Drugpa Kunley’s example of miraculous dog merging and giving away huge wealth he had been given
A half black and white dog. The one Drugpa Kunleg did was half black and white from the stomach it seems.

“In the Instructions on the Liberation-Story by Mikyo Dorje, we should not cling to things as being permanent, we should not think we can own or control them. The way things are, is that if you have something today, yet tomorrow it is gone. This happens often. In particular, these days because the money is in the bank, people steal it or things happen. There is the danger that tomorrow it will not be there. Likewise, there are things you think can be used that are under your control that you might not have tomorrow.

There is a story from Drugpa Kunleg’s namthar and I wanted to share it with you. There are many different stories of Drugpa Kunleg and some are maybe made up. The ones I am teaching are in his Collected Works, so I think they are reliable.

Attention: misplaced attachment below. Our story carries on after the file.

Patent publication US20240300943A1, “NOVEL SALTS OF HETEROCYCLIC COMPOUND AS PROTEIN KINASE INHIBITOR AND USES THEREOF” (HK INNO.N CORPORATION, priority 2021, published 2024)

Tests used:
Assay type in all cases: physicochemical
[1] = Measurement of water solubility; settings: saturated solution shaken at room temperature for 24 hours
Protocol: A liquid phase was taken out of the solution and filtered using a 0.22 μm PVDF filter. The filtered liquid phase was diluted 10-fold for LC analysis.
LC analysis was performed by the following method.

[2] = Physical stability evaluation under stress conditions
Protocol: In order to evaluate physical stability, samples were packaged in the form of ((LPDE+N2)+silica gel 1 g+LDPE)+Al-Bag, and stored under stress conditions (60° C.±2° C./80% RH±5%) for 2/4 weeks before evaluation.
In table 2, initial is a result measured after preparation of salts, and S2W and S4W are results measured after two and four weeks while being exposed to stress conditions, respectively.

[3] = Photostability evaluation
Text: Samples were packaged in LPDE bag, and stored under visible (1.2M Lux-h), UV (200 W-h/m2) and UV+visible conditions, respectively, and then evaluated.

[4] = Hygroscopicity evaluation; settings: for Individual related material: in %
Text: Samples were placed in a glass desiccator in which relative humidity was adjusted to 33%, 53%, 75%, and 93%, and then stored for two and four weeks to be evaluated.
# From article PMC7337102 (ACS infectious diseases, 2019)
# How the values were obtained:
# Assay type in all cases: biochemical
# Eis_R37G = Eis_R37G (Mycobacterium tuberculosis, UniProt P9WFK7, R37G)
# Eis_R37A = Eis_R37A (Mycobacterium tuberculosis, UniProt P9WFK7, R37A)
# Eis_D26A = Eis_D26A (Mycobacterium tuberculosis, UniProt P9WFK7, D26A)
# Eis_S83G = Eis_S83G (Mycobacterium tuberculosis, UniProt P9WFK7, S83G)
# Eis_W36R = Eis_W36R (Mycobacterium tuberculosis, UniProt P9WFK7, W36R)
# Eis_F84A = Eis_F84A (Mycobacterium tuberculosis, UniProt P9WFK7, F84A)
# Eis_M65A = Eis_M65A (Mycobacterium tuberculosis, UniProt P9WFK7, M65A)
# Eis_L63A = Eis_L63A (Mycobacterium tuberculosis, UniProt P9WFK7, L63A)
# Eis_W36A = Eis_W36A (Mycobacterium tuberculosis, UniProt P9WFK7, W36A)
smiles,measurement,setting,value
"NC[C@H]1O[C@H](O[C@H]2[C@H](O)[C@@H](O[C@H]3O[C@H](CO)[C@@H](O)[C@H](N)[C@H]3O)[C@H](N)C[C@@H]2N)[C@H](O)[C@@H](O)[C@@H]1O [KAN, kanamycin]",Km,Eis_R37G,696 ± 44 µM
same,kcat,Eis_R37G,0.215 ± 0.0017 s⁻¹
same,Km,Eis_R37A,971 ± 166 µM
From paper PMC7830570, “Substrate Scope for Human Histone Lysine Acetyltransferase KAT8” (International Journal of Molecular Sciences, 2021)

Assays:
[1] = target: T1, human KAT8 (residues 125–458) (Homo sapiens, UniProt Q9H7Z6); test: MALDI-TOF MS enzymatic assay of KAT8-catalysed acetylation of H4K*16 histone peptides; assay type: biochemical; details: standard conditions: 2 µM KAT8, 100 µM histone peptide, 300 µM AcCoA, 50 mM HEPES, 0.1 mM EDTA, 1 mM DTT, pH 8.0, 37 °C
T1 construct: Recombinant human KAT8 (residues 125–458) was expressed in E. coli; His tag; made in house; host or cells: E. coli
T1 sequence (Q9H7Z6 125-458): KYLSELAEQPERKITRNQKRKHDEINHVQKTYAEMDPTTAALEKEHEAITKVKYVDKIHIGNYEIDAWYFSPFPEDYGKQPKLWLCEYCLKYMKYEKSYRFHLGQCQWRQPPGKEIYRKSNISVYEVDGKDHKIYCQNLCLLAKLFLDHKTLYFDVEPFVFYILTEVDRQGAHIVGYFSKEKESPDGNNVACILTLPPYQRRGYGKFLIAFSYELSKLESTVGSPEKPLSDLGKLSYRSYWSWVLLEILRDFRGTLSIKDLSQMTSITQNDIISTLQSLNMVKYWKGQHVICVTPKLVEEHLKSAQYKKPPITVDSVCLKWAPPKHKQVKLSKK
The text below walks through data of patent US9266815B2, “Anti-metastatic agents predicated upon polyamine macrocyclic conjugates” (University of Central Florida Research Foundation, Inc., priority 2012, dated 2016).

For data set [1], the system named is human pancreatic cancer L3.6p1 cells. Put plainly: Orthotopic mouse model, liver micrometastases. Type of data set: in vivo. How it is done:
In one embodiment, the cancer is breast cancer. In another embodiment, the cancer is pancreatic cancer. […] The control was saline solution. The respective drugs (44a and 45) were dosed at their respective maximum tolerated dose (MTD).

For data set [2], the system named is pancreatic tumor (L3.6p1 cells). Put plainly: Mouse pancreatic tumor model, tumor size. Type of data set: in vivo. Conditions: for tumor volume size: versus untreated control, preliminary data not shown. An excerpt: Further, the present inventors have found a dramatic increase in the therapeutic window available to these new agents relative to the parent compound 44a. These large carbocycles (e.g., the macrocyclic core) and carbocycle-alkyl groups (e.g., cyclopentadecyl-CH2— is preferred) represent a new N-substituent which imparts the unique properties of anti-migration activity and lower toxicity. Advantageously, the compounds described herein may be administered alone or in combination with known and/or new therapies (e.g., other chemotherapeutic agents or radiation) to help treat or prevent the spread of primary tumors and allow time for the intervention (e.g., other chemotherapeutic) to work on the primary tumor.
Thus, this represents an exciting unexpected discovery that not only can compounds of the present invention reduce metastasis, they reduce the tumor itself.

One day, in Ringbum, there was a Depa Garpa, the lord of Tsangpa. Depo Garpa, they were primarily the sponsors of the Karma Garchen Great Encampment. At that time in Tibet, was the time when the Tsangpa Desi Lords were getting stronger and stronger. So whoever was the Depa Garpa, this Lord of Tsangpa, sent a letter to Drugpa Kunleg with a seal on it. Saying you have to come where I am right now. When he received it, he put on Kongpo clothes, he was going through that region of Kongpo and went to see the Lord of Garpa. When he got to the place, or palace where he was staying, there was a member of the Lord’s retinue. There are the laypeople and those who worked for the monastics, so the laypeople who worked for him, they had some strong black dogs, and they told Drugpa Kunley “ There are some big dogs but I cannot stop them. I am going to send someone to stop the dogs, so please wait.” So there was a custom of having big black dogs.